The third layer will also cover half of the curved top of the wreath. Here, you want to be sure to leave enough space between some of the corks to allow for inserting toothpicks for vertical layered corks. Angle them a bit at one end as seen above. It took 15 corks for the third ring.
Set 3: Attach, Layer Outer Rings
As with the inner layers, begin my arranging the corks horizontally, along the outer bottom edge of the wreath base. That took about 22 wine corks. Now, layer the second outer ring of corks over the first.
Craft Tip: Stagger stacking the second outer layer of corks over the first. Position them so the corks don’t exactly lineup one over the other, as seen below. This helps to eliminate unwanted visual caps on the outer edges of the wine cork wreath.
It took 21 for the outermost ring of the wine cork wreath. In case you’re keeping count, we’re up to 83 corks and counting!
When finished, you should have about an inch of so of burlap covered ring between the third inner and outer rings of corks.
Step 4: Fill in Space With Odd-Shape Corks
I had a number of corks that were shaped like a mushroom. To incorporate them into the wine cork wreath, I roughly spaced and attached those into the gap between rings. They were mixed with a few cylinder-shaped corks to fill the space. That took 17 more corks.
It was at this point, I had enough using the hot glue gun and going through glue sticks like crazy! Plus, it took forever to hold each cork in place, and wait until the glue set up. Often, I had to go back and reinforce a number of corks that fell off.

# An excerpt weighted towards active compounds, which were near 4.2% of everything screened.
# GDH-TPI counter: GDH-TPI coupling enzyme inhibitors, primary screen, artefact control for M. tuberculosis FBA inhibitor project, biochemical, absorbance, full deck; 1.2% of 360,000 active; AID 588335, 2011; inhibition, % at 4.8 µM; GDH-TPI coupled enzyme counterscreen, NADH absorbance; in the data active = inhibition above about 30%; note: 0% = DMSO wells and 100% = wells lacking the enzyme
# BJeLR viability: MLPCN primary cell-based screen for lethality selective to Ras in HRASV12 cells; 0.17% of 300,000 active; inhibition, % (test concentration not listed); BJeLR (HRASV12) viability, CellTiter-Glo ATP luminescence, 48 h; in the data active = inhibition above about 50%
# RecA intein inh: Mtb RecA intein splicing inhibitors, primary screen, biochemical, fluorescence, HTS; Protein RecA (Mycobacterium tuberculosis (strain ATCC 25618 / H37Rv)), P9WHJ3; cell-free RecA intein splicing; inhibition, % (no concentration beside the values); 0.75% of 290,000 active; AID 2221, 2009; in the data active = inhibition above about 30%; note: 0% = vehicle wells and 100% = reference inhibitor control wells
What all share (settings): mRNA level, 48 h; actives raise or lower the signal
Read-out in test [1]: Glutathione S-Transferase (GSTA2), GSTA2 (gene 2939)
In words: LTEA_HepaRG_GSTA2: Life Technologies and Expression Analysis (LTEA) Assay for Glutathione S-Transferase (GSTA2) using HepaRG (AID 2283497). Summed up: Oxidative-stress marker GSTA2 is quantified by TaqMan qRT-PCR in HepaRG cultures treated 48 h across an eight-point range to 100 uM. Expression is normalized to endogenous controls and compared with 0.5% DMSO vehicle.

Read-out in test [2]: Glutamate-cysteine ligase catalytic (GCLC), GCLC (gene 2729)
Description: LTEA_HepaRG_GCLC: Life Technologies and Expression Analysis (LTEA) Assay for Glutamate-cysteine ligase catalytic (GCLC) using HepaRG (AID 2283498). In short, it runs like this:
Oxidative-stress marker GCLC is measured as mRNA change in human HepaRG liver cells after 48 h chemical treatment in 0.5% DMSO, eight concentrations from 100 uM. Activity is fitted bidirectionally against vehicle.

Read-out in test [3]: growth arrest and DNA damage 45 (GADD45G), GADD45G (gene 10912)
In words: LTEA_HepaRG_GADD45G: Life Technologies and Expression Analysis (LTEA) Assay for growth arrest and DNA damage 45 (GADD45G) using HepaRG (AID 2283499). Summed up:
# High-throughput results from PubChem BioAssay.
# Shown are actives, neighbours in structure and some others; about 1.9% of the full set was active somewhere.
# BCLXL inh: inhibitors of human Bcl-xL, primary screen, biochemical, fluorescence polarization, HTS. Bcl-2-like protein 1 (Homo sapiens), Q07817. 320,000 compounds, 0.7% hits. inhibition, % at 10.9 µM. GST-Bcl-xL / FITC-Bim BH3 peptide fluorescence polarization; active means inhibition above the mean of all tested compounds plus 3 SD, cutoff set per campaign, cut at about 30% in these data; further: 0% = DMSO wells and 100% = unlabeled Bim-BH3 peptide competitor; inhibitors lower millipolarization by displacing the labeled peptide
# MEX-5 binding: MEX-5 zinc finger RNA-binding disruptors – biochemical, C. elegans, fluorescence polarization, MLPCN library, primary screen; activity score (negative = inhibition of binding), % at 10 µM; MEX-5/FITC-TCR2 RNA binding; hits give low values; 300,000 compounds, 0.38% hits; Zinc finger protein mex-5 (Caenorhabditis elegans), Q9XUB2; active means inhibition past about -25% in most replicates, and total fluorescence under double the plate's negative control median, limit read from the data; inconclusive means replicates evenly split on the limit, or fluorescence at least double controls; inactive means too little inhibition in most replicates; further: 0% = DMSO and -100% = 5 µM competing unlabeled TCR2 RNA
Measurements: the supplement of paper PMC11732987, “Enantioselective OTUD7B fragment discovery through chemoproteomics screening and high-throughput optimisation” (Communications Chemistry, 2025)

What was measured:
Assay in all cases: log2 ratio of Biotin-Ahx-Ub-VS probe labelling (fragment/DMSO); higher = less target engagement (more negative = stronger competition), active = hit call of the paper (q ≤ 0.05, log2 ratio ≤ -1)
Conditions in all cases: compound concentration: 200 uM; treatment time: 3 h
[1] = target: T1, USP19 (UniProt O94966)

It was actually Mr. Buzz who suggested the drill. I was skeptical, thinking the corks would break in half or crumble. But, not one did! Do work and drill on top of a piece of wood. Frequently the drill went all the way through a cork.
Craft Tip: When using the drill method, it’s important to immediately insert the toothpick into the hole in the cork. Otherwise, it can be very hard to see the tiny hole if you go back later. Complete one cork at a time rather than working in batches.
Step 5: Artistically Insert Corks Vertically
Up until now, most of the corks were laid on their sides and attached to the wreath horizontally. To create interest, I inserted numerous corks vertically. Some had the wine stain side up, others did not.
Craft Tip: Before starting this step, determine where the top of the wreath is (inline with the hanger on the back). You’ll want a “flatter” surface at the top where the bow will be placed.
Begin by filling in the area from Step 4. Once you’re satisfied you have a nice balance, add a few between the inner rings. Lastly, scatter out from the outer rings.
The five layers of horizontal inner and outer rings provide the foundation for the wine cork ring. But, it’s the vertically inserted corks that add the most interest to the look of the wreath.
Craft Tip: Make sure you still have a dozen or two corks leftover. After incorporating the bow and grape clusters, you’ll probably want to add a few at the top of the wine cork wreath. Also, try a test hanging of the wreath on a door or wall to view the wreath from a different perspective. It’s likely you’ll notice a few other spots to add corks.
Step 6: Glue Grapes Around Wine Cork Wreath
Faux grapes come in three colors (dark purple, red/burgundy and green). Choose any one, two or mix all three shades into your wine cork wreath.
Working from a large bunch of faux purple grapes, I divided it into one large cluster and two smaller ones. Then, I cut off the bottom section from the main cluster.